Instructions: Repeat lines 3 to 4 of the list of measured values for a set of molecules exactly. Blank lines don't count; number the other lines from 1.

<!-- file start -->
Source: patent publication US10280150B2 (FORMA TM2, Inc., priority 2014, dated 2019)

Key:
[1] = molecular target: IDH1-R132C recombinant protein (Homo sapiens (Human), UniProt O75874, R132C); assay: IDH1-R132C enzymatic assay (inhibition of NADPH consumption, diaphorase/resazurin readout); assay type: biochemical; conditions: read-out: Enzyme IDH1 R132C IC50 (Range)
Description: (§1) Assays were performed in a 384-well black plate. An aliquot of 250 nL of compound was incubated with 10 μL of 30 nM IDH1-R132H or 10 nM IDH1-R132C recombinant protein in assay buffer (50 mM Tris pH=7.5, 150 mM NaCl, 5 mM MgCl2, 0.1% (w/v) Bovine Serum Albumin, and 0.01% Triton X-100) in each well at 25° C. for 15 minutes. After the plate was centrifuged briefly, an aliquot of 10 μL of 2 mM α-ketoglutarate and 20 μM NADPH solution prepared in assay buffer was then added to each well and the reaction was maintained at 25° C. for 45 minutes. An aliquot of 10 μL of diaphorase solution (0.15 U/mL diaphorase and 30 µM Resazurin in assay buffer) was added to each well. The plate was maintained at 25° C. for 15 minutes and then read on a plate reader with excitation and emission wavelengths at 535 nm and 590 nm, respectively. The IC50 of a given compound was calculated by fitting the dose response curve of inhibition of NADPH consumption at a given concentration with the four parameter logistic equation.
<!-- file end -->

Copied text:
[1] = molecular target: IDH1-R132C recombinant protein (Homo sapiens (Human), UniProt O75874, R132C); assay: IDH1-R132C enzymatic assay (inhibition of NADPH consumption, diaphorase/resazurin readout); assay type: biochemical; conditions: read-out: Enzyme IDH1 R132C IC50 (Range)
Description: (§1) Assays were performed in a 384-well black plate. An aliquot of 250 nL of compound was incubated with 10 μL of 30 nM IDH1-R132H or 10 nM IDH1-R132C recombinant protein in assay buffer (50 mM Tris pH=7.5, 150 mM NaCl, 5 mM MgCl2, 0.1% (w/v) Bovine Serum Albumin, and 0.01% Triton X-100) in each well at 25° C. for 15 minutes. After the plate was centrifuged briefly, an aliquot of 10 μL of 2 mM α-ketoglutarate and 20 μM NADPH solution prepared in assay buffer was then added to each well and the reaction was maintained at 25° C. for 45 minutes. An aliquot of 10 μL of diaphorase solution (0.15 U/mL diaphorase and 30 µM Resazurin in assay buffer) was added to each well. The plate was maintained at 25° C. for 15 minutes and then read on a plate reader with excitation and emission wavelengths at 535 nm and 590 nm, respectively. The IC50 of a given compound was calculated by fitting the dose response curve of inhibition of NADPH consumption at a given concentration with the four parameter logistic equation.